Published: November 30, 2008
According to Michael Wolff’s supercilious yet star-struck portrait of Rupert Murdoch, the planet’s most notorious press baron has a crude, simple, primordial idea of a good time. “Being warlike is his point,” Mr. Wolff writes. “He likes to be the cause of the conflict. He likes to set the house on fire and watch all the fire engines drive maniacally down the road.”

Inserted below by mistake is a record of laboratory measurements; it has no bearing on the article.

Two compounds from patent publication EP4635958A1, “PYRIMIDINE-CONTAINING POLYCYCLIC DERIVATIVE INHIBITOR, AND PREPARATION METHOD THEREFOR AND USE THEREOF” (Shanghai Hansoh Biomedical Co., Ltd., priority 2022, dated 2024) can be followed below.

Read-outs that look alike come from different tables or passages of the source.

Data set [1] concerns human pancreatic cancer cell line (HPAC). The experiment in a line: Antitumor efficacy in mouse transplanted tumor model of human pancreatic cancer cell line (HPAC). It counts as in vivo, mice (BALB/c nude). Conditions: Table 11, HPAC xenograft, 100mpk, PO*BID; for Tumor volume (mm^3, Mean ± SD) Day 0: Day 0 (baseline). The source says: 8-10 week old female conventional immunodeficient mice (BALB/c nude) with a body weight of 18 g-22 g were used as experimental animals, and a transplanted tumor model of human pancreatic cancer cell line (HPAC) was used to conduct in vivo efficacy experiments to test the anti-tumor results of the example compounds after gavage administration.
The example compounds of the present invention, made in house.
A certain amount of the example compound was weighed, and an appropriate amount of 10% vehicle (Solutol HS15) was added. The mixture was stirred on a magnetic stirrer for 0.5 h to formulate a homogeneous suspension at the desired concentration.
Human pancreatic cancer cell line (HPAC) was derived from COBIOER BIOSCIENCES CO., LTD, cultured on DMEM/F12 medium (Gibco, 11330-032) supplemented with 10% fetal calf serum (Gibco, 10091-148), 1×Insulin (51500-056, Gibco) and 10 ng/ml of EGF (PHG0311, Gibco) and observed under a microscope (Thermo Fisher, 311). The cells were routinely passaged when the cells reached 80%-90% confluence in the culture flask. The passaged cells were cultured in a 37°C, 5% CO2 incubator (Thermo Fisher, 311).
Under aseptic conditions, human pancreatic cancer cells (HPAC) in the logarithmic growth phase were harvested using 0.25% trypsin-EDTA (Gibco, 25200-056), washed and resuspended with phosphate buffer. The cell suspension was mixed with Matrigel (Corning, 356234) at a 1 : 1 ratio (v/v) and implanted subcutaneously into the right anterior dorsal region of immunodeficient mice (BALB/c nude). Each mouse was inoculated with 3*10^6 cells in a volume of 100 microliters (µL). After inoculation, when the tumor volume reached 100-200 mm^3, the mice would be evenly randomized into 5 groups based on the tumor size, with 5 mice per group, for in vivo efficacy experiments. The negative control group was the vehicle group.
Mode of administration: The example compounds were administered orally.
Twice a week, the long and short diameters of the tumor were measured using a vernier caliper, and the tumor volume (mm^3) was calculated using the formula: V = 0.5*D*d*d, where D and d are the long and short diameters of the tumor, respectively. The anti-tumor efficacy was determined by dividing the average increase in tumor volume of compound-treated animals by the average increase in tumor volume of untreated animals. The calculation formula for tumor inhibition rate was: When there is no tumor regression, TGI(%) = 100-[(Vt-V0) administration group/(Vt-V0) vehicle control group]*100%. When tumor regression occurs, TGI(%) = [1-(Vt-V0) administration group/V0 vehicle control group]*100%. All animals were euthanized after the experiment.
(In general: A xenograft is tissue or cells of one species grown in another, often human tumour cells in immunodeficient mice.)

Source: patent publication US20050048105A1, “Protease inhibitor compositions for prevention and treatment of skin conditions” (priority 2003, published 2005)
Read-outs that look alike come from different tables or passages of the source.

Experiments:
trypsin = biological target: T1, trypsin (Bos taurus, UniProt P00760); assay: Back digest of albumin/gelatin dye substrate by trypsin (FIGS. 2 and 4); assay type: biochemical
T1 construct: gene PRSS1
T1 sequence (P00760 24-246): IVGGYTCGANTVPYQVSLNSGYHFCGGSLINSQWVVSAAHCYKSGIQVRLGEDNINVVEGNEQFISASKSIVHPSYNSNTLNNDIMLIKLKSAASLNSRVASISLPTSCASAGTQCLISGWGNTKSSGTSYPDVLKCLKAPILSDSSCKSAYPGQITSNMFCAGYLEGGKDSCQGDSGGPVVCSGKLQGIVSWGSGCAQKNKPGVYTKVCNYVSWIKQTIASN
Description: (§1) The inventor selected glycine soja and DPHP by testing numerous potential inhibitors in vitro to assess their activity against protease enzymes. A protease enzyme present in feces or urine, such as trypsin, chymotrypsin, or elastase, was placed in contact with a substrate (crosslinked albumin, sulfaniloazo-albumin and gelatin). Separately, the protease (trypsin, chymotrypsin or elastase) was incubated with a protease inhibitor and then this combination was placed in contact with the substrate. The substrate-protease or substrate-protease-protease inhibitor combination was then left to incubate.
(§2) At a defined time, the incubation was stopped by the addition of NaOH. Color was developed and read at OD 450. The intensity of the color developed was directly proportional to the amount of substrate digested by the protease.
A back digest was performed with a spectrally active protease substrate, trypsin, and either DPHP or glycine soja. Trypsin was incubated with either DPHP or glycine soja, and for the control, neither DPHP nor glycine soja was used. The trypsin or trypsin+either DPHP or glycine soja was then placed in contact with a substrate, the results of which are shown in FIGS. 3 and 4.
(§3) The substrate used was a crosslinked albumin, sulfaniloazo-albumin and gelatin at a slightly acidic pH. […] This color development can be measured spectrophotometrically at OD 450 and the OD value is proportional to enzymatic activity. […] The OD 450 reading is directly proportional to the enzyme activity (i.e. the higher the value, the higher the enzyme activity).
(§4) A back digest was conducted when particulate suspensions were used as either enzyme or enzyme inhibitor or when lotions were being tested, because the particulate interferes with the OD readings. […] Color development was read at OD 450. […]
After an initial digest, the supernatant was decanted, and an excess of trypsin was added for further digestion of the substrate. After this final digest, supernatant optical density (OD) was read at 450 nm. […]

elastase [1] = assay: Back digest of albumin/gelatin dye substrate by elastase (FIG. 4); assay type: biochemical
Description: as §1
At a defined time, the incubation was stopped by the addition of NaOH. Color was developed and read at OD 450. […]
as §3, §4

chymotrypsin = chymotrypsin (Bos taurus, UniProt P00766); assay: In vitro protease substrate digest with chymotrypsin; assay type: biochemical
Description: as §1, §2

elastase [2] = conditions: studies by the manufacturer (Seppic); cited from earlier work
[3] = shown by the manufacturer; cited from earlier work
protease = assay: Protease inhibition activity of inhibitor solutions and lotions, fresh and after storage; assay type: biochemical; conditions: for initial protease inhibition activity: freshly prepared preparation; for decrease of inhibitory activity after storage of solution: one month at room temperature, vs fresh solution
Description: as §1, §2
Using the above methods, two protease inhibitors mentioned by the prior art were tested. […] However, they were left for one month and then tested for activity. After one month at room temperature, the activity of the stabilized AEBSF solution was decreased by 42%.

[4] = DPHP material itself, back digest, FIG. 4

Inside the Secret World of Rupert Murdoch
By Michael Wolff
446 pages. Broadway Books. US $29.95.
The other is his decision to invite a journalist as barbed and heat-seeking as Mr. Wolff, a longtime media columnist, into what this book’s subtitle calls Mr. Murdoch’s “secret world.”
How far into that world did Mr. Wolff get? Just far enough to appreciate the uncanny, superhuman, impervious, all-powerful essence of the Murdoch mystique, to grasp the absoluteness of his power and come away with a book’s worth of choice anecdotes about the Murdoch magic.